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M’sians happy to head home, but mixed emotions for returning workers as cross-border travel partially resumes

SINGAPORE — At the crack of dawn on Monday (Aug 17), nearly 50 people were standing in line at the entrance to the Woodlands Checkpoint with their luggage in tow.

Cross-border travel between Singapore and Malaysia resumed on Aug 17, 2020, under two schemes.

Cross-border travel between Singapore and Malaysia resumed on Aug 17, 2020, under two schemes.

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  • The partial resumption of cross-border travel was a long time coming for Malaysians, Singaporeans 
  • For many Malaysians heading home, it has been at least five months since they saw their families 
  • Malaysians returning to work in Singapore spoke of mixed emotions 

SINGAPORE — At the crack of dawn on Monday (Aug 17), nearly 50 people were standing in line at the entrance to the Woodlands Checkpoint with their luggage in tow.

They were eagerly waiting to enter Malaysia, even though the immigration office at Johor Baru was not scheduled to open until half an hour later, at 7am.

Among the early birds was Ms Anusuya Kalathurai, a 32-year-old Malaysian dialysis nurse who works in Singapore. 

Like many other Malaysians who were waiting to cross the Causeway, the last time she saw her family was five months ago, just before Malaysia and Singapore imposed travel restrictions to curb the spread of Covid-19. 

But with the partial resumption of cross-border travel between the two countries on Monday, the resident of Seremban in Negeri Sembilan state will soon be reunited with her family. She is due to get married in the coming weeks. 

Her parents have been helping her with the preparations in her absence. 

“I am so nervous right now because I am not sure what the (wedding) procedure is going to be like,” Ms Kalathurai told TODAY.

In June, Singapore and Malaysia concluded an agreement that would allow cross-border travel between both countries under two schemes: The reciprocal green — or fast — lane for travellers on shorter visits, and the longer-term periodic commuting arrangement, under which workers must remain in either country for at least 90 days.

TODAY has asked Singapore's Immigration and Checkpoints Authority for the number of people who are expected to make the crossing on Monday. 

Last week, Malaysia’s authorities said that applications for both schemes have maxed out until Wednesday. Johor Immigration Department director Baharuddin Tahir told Malaysian news agencies last Friday that about 6,000 Malaysians and Singaporeans are expected to travel between both countries from Monday to Wednesday.

Before the pandemic, more than 300,000 people crossed the 1km Causeway daily.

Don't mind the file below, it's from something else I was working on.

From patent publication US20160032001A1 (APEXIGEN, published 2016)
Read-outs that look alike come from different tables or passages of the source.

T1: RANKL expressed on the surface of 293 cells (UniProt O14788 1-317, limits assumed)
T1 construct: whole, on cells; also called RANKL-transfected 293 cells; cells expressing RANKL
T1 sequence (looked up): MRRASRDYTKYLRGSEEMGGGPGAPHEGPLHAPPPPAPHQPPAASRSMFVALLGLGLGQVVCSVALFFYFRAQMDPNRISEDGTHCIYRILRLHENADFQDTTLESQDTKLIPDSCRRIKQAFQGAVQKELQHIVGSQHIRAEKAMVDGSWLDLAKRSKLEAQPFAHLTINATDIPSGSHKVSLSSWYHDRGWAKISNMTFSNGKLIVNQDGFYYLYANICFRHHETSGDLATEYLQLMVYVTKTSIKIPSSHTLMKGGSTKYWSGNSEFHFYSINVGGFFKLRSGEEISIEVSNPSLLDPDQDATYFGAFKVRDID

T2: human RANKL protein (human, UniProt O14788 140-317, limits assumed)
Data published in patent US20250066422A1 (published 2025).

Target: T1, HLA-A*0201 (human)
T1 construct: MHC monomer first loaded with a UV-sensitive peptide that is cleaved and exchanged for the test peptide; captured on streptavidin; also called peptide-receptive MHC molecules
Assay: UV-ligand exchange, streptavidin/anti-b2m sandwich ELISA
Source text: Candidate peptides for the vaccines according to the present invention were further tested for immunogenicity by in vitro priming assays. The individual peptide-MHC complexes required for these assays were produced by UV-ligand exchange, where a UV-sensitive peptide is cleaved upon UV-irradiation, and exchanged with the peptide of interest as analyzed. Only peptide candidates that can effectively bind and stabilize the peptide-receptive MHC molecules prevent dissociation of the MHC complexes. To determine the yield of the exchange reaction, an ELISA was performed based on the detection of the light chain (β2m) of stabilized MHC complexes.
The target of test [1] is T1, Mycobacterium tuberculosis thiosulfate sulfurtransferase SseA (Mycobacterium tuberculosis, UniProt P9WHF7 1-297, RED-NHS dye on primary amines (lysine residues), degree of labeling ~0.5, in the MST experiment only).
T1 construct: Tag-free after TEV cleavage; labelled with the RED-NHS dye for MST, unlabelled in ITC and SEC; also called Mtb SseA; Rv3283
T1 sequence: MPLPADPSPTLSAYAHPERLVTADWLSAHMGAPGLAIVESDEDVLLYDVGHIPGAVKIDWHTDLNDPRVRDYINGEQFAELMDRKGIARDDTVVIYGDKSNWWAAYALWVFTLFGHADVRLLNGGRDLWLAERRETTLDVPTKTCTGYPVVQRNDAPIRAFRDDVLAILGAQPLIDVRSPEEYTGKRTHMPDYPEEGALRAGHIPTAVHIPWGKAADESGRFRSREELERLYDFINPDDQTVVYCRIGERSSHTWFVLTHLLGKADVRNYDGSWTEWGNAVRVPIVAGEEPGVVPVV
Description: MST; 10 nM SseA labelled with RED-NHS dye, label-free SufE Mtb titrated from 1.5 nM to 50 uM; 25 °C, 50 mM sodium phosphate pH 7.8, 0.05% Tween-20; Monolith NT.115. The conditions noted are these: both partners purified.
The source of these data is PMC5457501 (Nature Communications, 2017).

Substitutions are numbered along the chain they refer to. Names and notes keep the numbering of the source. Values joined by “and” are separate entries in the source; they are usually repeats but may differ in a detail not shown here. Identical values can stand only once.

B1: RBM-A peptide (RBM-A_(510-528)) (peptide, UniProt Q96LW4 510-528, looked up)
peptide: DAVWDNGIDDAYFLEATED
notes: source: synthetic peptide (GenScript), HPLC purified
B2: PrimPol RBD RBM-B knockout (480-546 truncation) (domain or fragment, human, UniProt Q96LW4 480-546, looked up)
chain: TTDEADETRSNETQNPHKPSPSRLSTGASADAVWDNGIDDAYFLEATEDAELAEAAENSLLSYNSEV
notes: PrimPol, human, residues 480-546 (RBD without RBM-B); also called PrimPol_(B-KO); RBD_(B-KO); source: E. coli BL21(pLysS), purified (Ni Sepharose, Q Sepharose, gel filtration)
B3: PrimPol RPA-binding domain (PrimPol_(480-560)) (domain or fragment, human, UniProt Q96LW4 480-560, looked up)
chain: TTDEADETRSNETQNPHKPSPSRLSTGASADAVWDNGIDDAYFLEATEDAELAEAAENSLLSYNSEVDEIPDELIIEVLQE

Although the move by the two governments to allow cross-border travel has been a long time coming for many Malaysians, the journey home was bittersweet for some.

Healthcare worker Christine Wang, 35, said she was anxious to return to Kuantan in Pahang state after she completes her quarantine in Johor Baru. 

Her mother recently underwent cancer surgery.

“I am glad to be able to finally go back home, but it is not going to be a very happy return,” she said. 

There were also Singaporeans entering Malaysia on Monday. 

For Mr Yong Boon Tao, it was an opportunity to check on his business in Malaysia.

The 43-year-old said he works for a plastic production factory in Johor Baru and made frequent trips across the Causeway before the pandemic hit. 

Mr Yong, who applied to enter Malaysia under the reciprocal green lane scheme, said being stuck in Singapore led to a lot of anxiety and uncertainty, because he could not be present at the factory.  

Meanwhile, some Malaysians entering Singapore spoke of mixed emotions.

They said that they have had to leave their loved ones behind, even though returning to Singapore meant that they could finally work again.

Mr Muhd Syafiq Masruhin, 31, a production technician at a medical product company in Singapore, said he was fortunate that his employer still paid him a partial salary while he was stuck in Johor Baru. 

His employer will also be subsidising the cost of his stay at a hotel in Singapore, where he will self-isolate before resuming work. 

Work-pass holders approved under the periodic commuting arrangement scheme must serve a stay-home notice of at least seven days and take a Covid-19 swab test. They may start work once they have served the self-isolation order and test negative for the coronavirus.

Mr Syafiq said that while he was glad to be back in Singapore, he would miss his family dearly, after spending more time with them over the past five months.

People crossing the Causeway at about 2.10pm on Aug 17, 2020. Photo: Raj Nadarajan/TODAY

Factory operator Nurul Hidayah Norezan, 28, left her one-year-old son in the care of her mother in Malaysia.

Ms Norezan said that because there is no public transport plying the Causeway, she had to make the journey on foot with several others in the wee hours of the morning.

The walk took almost an hour because of the luggage she had to drag along. 

"I am excited to be back to work again, but at the same time, I am sad that I will be separated from my one-year-old child,” she said.  

“It was difficult parting from him, but at least I know he will be in good hands."

Related topics

cross-border travel Malaysia Causeway Covid-19 coronavirus

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